The graph below illustrates the strengths and weaknesses of Belgium’s R&I system. Reading clockwise, it provides information on human resources, scientific production, technology valorisation and innovation. Average annual growth rates from 2000 to the latest available year are given in brackets.
The overall shape of the graph highlights the strong performance of the Belgian research and innovation system. Belgium scores higher than the EU average for the vast majority of the indicators. In particular, Belgium has a high quality public research and higher education system, characterised by a strong international openness. The quality of the Belgian research system is evidenced by the high share of its scientific publications within the top 10% most cited scientific publications worldwide , the strong position of Belgium in the context of the EU R&D Framework Programmes, as well as its attractiveness for foreign doctoral students. Its international openness is further evidenced by the highest “Collaboration Index” of all the EU Member States (1.33).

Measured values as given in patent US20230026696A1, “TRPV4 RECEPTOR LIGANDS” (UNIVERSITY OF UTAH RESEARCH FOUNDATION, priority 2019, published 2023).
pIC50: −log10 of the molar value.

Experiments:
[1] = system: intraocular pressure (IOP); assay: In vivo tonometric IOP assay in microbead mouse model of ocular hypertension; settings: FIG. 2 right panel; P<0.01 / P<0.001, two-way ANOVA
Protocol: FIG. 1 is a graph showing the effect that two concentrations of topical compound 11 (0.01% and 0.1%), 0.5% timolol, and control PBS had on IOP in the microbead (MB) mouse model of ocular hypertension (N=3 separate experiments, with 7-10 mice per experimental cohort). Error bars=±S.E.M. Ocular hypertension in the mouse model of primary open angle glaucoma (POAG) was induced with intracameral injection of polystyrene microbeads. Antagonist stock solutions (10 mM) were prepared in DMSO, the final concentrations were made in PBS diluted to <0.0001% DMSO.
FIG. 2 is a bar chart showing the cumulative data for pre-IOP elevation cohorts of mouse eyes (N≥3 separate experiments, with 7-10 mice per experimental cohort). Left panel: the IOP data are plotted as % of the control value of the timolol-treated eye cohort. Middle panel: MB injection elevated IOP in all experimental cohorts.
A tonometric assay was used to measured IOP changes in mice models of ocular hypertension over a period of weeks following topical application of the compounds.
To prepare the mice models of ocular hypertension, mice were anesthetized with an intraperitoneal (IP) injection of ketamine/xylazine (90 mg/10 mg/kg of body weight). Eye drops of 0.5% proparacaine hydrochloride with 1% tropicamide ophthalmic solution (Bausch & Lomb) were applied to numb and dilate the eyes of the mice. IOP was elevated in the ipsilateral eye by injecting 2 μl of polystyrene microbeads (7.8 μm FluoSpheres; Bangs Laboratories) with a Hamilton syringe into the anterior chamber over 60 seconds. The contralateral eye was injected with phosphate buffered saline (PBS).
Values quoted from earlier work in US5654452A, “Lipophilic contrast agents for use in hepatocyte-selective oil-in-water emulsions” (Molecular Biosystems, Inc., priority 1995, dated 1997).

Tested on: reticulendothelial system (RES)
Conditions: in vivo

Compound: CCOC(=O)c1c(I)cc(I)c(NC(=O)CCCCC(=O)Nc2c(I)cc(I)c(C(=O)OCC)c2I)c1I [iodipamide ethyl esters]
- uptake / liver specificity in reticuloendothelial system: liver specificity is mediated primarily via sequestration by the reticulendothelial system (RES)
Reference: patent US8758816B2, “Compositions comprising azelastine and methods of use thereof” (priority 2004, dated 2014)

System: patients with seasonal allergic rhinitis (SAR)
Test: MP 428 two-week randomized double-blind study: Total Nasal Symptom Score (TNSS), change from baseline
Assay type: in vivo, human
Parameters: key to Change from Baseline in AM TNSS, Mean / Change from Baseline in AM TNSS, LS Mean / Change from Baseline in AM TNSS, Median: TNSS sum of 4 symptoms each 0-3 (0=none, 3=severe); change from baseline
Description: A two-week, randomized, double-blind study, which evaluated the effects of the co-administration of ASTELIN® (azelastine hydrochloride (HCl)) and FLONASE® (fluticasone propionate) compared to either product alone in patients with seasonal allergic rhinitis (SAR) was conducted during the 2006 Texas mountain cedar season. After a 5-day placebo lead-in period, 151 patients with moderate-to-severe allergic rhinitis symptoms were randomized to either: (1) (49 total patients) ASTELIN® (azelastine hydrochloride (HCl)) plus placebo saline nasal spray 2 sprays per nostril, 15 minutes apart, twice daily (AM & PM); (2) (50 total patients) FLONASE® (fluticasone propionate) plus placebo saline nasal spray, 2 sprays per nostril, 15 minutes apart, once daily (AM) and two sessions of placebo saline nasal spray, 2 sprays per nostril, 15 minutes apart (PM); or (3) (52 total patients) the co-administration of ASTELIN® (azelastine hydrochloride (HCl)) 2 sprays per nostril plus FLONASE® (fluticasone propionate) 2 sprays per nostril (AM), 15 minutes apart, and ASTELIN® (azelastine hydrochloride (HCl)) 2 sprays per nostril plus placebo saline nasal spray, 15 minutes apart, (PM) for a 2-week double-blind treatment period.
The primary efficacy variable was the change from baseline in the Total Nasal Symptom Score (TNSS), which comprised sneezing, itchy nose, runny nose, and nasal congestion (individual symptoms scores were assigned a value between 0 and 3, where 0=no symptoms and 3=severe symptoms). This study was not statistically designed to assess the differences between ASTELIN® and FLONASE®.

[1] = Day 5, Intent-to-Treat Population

Belgium also performs well above the EU average for the two indicators on cooperation between public research institutions and firms (co-publications and business funding of public R&D), confirming the quality of the public scientific and technological base and highlighting its relevance for businesses. As shown on the graph, a weak point of the Belgian research system is a share of science and engineering graduates in the population aged 25-34 that is lower than the EU average. Combined with the overall ageing demographic in Belgium, this raises the question of how Belgium will be able to assure for the future the pool of highly skilled human resources necessary to keep an innovation-based economy running. However, the share of S&E graduates has rapidly increased in recent years.